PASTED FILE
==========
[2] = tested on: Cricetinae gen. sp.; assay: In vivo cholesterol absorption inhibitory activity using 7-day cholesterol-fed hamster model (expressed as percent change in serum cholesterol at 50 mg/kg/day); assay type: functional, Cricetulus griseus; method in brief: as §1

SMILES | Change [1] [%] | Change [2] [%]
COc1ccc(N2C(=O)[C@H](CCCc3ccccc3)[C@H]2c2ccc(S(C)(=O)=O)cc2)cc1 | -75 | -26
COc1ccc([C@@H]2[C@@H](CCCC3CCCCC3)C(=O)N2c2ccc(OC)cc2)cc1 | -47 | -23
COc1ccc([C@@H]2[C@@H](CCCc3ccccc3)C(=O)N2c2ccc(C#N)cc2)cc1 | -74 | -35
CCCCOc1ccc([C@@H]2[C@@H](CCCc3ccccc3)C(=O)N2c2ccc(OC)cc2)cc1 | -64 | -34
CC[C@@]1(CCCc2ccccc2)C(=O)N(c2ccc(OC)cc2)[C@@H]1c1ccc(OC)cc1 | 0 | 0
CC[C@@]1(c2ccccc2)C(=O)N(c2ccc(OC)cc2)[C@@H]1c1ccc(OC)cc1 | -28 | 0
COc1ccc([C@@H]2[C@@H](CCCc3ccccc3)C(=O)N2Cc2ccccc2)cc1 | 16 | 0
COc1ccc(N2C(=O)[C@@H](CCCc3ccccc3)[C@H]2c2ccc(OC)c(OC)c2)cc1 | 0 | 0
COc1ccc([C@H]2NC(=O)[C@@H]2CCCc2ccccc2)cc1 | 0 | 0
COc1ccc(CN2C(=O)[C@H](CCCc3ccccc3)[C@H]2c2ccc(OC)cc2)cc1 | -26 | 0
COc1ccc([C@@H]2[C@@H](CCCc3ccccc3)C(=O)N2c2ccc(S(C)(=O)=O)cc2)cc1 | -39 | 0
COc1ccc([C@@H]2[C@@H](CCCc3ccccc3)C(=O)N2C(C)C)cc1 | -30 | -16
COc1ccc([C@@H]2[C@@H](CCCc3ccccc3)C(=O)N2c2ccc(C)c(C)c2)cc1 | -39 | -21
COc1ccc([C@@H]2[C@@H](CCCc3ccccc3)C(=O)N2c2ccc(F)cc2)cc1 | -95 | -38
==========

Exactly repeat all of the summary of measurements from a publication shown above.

[2] = tested on: Cricetinae gen. sp.; assay: In vivo cholesterol absorption inhibitory activity using 7-day cholesterol-fed hamster model (expressed as percent change in serum cholesterol at 50 mg/kg/day); assay type: functional, Cricetulus griseus; method in brief: as §1

SMILES | Change [1] [%] | Change [2] [%]
COc1ccc(N2C(=O)[C@H](CCCc3ccccc3)[C@H]2c2ccc(S(C)(=O)=O)cc2)cc1 | -75 | -26
COc1ccc([C@@H]2[C@@H](CCCC3CCCCC3)C(=O)N2c2ccc(OC)cc2)cc1 | -47 | -23
COc1ccc([C@@H]2[C@@H](CCCc3ccccc3)C(=O)N2c2ccc(C#N)cc2)cc1 | -74 | -35
CCCCOc1ccc([C@@H]2[C@@H](CCCc3ccccc3)C(=O)N2c2ccc(OC)cc2)cc1 | -64 | -34
CC[C@@]1(CCCc2ccccc2)C(=O)N(c2ccc(OC)cc2)[C@@H]1c1ccc(OC)cc1 | 0 | 0
CC[C@@]1(c2ccccc2)C(=O)N(c2ccc(OC)cc2)[C@@H]1c1ccc(OC)cc1 | -28 | 0
COc1ccc([C@@H]2[C@@H](CCCc3ccccc3)C(=O)N2Cc2ccccc2)cc1 | 16 | 0
COc1ccc(N2C(=O)[C@@H](CCCc3ccccc3)[C@H]2c2ccc(OC)c(OC)c2)cc1 | 0 | 0
COc1ccc([C@H]2NC(=O)[C@@H]2CCCc2ccccc2)cc1 | 0 | 0
COc1ccc(CN2C(=O)[C@H](CCCc3ccccc3)[C@H]2c2ccc(OC)cc2)cc1 | -26 | 0
COc1ccc([C@@H]2[C@@H](CCCc3ccccc3)C(=O)N2c2ccc(S(C)(=O)=O)cc2)cc1 | -39 | 0
COc1ccc([C@@H]2[C@@H](CCCc3ccccc3)C(=O)N2C(C)C)cc1 | -30 | -16
COc1ccc([C@@H]2[C@@H](CCCc3ccccc3)C(=O)N2c2ccc(C)c(C)c2)cc1 | -39 | -21
COc1ccc([C@@H]2[C@@H](CCCc3ccccc3)C(=O)N2c2ccc(F)cc2)cc1 | -95 | -38